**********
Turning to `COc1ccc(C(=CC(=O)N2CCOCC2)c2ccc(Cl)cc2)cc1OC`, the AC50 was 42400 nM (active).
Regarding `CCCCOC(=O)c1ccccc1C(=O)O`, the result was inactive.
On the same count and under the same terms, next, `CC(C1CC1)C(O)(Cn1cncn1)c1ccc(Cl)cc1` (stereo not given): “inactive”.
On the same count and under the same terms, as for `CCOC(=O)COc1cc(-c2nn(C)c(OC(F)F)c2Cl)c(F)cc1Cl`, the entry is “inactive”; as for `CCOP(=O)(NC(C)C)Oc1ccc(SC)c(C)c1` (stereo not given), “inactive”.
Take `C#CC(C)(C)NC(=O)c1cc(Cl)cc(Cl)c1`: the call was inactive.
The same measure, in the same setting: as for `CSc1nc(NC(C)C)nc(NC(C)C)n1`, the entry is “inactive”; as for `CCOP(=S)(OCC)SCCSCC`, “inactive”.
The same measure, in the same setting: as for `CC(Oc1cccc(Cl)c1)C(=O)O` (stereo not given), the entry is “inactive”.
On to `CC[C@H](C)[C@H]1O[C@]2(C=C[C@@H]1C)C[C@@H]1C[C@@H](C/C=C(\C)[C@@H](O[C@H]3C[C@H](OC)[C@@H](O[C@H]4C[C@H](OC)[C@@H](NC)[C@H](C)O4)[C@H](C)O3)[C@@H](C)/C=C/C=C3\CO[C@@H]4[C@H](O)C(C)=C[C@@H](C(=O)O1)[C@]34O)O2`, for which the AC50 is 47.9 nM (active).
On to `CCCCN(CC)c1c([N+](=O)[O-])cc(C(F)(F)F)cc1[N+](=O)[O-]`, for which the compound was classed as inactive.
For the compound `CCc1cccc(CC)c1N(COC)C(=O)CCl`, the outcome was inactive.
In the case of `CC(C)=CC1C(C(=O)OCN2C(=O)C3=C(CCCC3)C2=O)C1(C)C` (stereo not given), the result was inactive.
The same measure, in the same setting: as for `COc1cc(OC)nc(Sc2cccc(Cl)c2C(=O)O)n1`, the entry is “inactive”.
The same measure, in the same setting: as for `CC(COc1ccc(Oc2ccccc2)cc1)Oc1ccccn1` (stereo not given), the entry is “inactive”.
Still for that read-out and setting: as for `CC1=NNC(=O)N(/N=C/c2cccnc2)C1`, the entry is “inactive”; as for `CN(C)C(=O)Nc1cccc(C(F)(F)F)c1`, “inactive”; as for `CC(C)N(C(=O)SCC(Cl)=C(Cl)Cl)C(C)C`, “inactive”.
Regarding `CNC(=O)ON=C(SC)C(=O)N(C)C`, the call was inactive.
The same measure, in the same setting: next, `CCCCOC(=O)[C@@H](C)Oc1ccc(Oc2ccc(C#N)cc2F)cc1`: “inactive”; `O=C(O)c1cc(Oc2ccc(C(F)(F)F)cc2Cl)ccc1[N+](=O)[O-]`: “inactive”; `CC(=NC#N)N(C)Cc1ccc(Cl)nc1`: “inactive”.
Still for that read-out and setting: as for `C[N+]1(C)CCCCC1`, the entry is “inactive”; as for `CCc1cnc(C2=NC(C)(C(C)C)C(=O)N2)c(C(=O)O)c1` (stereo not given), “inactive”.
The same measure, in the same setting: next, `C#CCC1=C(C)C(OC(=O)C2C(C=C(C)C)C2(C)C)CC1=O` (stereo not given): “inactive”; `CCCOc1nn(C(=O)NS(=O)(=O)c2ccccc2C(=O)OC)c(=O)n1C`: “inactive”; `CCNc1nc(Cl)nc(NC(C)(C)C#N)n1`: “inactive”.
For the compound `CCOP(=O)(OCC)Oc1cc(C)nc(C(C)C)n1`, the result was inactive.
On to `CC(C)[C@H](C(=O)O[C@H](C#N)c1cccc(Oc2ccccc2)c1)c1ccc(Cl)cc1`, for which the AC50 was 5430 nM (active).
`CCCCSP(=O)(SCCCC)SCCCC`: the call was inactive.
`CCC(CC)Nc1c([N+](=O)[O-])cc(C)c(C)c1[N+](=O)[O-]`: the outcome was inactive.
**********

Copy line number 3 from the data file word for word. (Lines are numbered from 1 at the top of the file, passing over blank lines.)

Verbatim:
On the same count and under the same terms, next, `CC(C1CC1)C(O)(Cn1cncn1)c1ccc(Cl)cc1` (stereo not given): “inactive”.